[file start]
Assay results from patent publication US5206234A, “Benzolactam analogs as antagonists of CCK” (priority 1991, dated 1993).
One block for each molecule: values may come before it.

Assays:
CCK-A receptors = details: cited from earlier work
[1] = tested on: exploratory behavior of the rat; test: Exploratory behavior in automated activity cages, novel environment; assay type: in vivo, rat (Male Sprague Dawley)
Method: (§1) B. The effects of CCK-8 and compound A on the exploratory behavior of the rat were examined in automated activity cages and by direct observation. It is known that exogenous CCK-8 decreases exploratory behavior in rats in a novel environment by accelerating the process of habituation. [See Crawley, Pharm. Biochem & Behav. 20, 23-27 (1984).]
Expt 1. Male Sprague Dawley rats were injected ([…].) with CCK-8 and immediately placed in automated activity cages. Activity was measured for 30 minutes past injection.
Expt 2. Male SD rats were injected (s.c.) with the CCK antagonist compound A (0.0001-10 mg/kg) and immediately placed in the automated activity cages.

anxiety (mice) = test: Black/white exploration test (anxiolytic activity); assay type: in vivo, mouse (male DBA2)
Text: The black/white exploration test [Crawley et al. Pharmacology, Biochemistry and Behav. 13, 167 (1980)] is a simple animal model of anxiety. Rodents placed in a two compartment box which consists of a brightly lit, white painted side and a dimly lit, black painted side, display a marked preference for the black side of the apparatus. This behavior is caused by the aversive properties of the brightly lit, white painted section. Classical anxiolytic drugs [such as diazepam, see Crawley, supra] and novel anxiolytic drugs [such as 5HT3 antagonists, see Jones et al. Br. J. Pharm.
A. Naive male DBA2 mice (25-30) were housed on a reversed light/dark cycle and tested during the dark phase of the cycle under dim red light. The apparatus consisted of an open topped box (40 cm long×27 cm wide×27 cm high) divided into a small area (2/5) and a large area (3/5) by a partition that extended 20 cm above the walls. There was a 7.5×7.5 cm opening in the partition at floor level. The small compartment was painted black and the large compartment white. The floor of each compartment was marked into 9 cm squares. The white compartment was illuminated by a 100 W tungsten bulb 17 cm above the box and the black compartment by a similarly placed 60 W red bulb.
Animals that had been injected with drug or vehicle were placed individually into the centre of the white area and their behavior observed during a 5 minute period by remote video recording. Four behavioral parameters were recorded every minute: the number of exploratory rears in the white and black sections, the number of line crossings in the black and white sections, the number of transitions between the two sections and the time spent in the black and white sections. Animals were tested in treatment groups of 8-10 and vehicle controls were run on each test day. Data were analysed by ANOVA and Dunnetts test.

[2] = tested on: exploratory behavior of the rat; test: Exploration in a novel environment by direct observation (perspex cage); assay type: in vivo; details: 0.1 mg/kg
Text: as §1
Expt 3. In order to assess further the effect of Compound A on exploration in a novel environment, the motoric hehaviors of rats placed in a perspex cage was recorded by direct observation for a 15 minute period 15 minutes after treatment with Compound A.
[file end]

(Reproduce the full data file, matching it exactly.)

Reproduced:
Assay results from patent publication US5206234A, “Benzolactam analogs as antagonists of CCK” (priority 1991, dated 1993).
One block for each molecule: values may come before it.

Assays:
CCK-A receptors = details: cited from earlier work
[1] = tested on: exploratory behavior of the rat; test: Exploratory behavior in automated activity cages, novel environment; assay type: in vivo, rat (Male Sprague Dawley)
Method: (§1) B. The effects of CCK-8 and compound A on the exploratory behavior of the rat were examined in automated activity cages and by direct observation. It is known that exogenous CCK-8 decreases exploratory behavior in rats in a novel environment by accelerating the process of habituation. [See Crawley, Pharm. Biochem & Behav. 20, 23-27 (1984).]
Expt 1. Male Sprague Dawley rats were injected ([…].) with CCK-8 and immediately placed in automated activity cages. Activity was measured for 30 minutes past injection.
Expt 2. Male SD rats were injected (s.c.) with the CCK antagonist compound A (0.0001-10 mg/kg) and immediately placed in the automated activity cages.

anxiety (mice) = test: Black/white exploration test (anxiolytic activity); assay type: in vivo, mouse (male DBA2)
Text: The black/white exploration test [Crawley et al. Pharmacology, Biochemistry and Behav. 13, 167 (1980)] is a simple animal model of anxiety. Rodents placed in a two compartment box which consists of a brightly lit, white painted side and a dimly lit, black painted side, display a marked preference for the black side of the apparatus. This behavior is caused by the aversive properties of the brightly lit, white painted section. Classical anxiolytic drugs [such as diazepam, see Crawley, supra] and novel anxiolytic drugs [such as 5HT3 antagonists, see Jones et al. Br. J. Pharm.
A. Naive male DBA2 mice (25-30) were housed on a reversed light/dark cycle and tested during the dark phase of the cycle under dim red light. The apparatus consisted of an open topped box (40 cm long×27 cm wide×27 cm high) divided into a small area (2/5) and a large area (3/5) by a partition that extended 20 cm above the walls. There was a 7.5×7.5 cm opening in the partition at floor level. The small compartment was painted black and the large compartment white. The floor of each compartment was marked into 9 cm squares. The white compartment was illuminated by a 100 W tungsten bulb 17 cm above the box and the black compartment by a similarly placed 60 W red bulb.
Animals that had been injected with drug or vehicle were placed individually into the centre of the white area and their behavior observed during a 5 minute period by remote video recording. Four behavioral parameters were recorded every minute: the number of exploratory rears in the white and black sections, the number of line crossings in the black and white sections, the number of transitions between the two sections and the time spent in the black and white sections. Animals were tested in treatment groups of 8-10 and vehicle controls were run on each test day. Data were analysed by ANOVA and Dunnetts test.

[2] = tested on: exploratory behavior of the rat; test: Exploration in a novel environment by direct observation (perspex cage); assay type: in vivo; details: 0.1 mg/kg
Text: as §1
Expt 3. In order to assess further the effect of Compound A on exploration in a novel environment, the motoric hehaviors of rats placed in a perspex cage was recorded by direct observation for a 15 minute period 15 minutes after treatment with Compound A.